NNSA meeting with IFE at Kjeller

The National Nuclear Security Administration (NNSA) met with IFE at Kjeller to follow up on a joint project with high priority.

Publisert: 6. April 2023

Representatives from NNSA, the US Embassy in Oslo, NND and IFE

NNSA is a semi-autonomous agency within the U.S. Department of Energy responsible for enhancing national security through the military application of nuclear science and works to reduce the global danger from weapons of mass destruction . IFE at Kjeller is currently working with NNSA on a project to eliminate all of Norway’s highly enriched uranium (HEU) by downblending it to low-enriched uranium.

IFE CEO Nils Morten Huseby underlines the importance of collaboration with NNSA

“Reducing and removing the stocks of weapons-usable nuclear material is of high priority for Norway, and the collaboration with USA in this area is key to achieve this objective. IFE is deeply committed to this important task and is looking forward to working together with the U.S. National Nuclear Safety Administration (NNSA) in this innovative project.”

Nils Morten Huseby


NNSA released a press release after their visit at IFE, stating the high priority of the project.

Jill Hruby, Administrator of the National Nuclear Security Administration (NNSA), wrapped up her visit to Nordic countries last month with a trip to Norway. In addition to discussing mutual concerns with a key ally, she traveled to Kjeller, the site of an innovative joint U.S.-Norwegian nonproliferation effort.

“Since we jointly agreed to do this project, the teams have made real progress on helping Norway to become HEU-free,” Hruby said. “This project is a high priority for NNSA and it was impressive to see how far they have come.”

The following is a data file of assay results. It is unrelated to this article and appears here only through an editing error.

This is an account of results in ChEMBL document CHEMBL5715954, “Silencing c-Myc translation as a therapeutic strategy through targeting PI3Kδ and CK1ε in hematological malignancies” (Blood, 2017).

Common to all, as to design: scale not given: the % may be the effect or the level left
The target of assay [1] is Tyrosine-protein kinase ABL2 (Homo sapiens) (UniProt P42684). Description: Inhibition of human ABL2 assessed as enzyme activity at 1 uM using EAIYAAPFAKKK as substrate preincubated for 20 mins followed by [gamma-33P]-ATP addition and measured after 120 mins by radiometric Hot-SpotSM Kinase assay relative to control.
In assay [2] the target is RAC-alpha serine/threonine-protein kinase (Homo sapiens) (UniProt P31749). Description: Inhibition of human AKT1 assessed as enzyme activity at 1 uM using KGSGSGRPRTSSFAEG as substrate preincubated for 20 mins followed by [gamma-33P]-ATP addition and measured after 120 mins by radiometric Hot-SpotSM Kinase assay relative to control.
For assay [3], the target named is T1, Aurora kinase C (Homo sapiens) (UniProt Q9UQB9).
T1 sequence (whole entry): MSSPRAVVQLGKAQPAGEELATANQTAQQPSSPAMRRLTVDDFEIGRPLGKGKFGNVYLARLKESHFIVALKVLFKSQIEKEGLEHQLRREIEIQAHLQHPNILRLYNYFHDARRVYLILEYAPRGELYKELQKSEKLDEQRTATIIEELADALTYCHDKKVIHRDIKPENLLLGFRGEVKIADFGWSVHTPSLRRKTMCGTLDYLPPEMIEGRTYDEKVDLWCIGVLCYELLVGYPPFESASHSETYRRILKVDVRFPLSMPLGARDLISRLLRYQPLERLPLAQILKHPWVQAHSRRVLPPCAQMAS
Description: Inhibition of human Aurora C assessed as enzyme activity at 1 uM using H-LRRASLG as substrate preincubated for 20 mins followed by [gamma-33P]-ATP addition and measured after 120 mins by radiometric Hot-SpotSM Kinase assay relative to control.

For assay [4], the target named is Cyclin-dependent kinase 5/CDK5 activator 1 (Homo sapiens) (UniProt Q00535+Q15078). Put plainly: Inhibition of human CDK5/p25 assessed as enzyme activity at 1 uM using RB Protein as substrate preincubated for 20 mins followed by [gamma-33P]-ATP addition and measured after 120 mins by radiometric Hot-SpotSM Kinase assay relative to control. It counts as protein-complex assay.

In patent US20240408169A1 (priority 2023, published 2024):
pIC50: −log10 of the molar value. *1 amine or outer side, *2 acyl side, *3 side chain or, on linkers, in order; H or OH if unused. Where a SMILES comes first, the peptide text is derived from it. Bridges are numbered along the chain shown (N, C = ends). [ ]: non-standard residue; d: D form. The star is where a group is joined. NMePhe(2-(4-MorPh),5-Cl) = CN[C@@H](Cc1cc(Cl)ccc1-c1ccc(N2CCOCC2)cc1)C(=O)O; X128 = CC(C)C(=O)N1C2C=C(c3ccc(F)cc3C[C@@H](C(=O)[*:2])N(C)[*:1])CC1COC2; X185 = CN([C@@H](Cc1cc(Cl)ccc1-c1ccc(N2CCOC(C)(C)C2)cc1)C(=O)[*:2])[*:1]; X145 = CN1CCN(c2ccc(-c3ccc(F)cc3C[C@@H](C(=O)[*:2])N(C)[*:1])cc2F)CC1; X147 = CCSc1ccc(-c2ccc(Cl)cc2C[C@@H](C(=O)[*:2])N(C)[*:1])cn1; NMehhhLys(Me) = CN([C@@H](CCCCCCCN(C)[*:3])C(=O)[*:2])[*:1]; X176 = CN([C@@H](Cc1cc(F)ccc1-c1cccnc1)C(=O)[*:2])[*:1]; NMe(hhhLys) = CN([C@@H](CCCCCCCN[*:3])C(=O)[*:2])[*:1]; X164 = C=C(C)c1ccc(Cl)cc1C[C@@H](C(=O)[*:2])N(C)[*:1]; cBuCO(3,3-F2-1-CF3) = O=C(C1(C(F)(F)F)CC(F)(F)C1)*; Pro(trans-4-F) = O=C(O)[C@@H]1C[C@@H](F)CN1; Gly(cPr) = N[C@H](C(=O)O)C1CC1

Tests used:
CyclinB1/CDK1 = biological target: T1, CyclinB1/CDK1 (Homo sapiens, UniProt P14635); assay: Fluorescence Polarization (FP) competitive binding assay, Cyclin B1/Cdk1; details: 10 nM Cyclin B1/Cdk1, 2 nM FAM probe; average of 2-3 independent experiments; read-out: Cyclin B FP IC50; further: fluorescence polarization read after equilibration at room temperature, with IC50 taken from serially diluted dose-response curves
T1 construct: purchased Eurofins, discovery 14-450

Jill Hruby

Administrator of the National Nuclear Security Administration (NNSA)

During downblending, HEU is thoroughly mixed with depleted or natural uranium to reduce the uranium-235 concentration below 20%. The resulting low-enriched uranium cannot be used to make an improvised nuclear device, achieving permanent threat reduction. The challenge has been that much of Norway’s remaining HEU is mixed with thorium, making other disposition techniques more challenging.

A key tool in the joint HEU downblending project is the Department of Energy’s Mobile Melt-Consolidate system, which can treat a wide variety of HEU-bearing materials safely and reliably, including those that are challenging to dispose of by more traditional means. Building on more than two decades of materials science, engineering, and research & development, the system will be brought to the location of the material, eliminating the most vulnerable stage in the nuclear materials’ lifecycle: Transit.

When downblending begins, Norway will become the 49th country, plus Taiwan, with which NNSA has worked to eliminate weapons-usable nuclear material. When the project concludes Norway will be considered HEU-free.

More about the project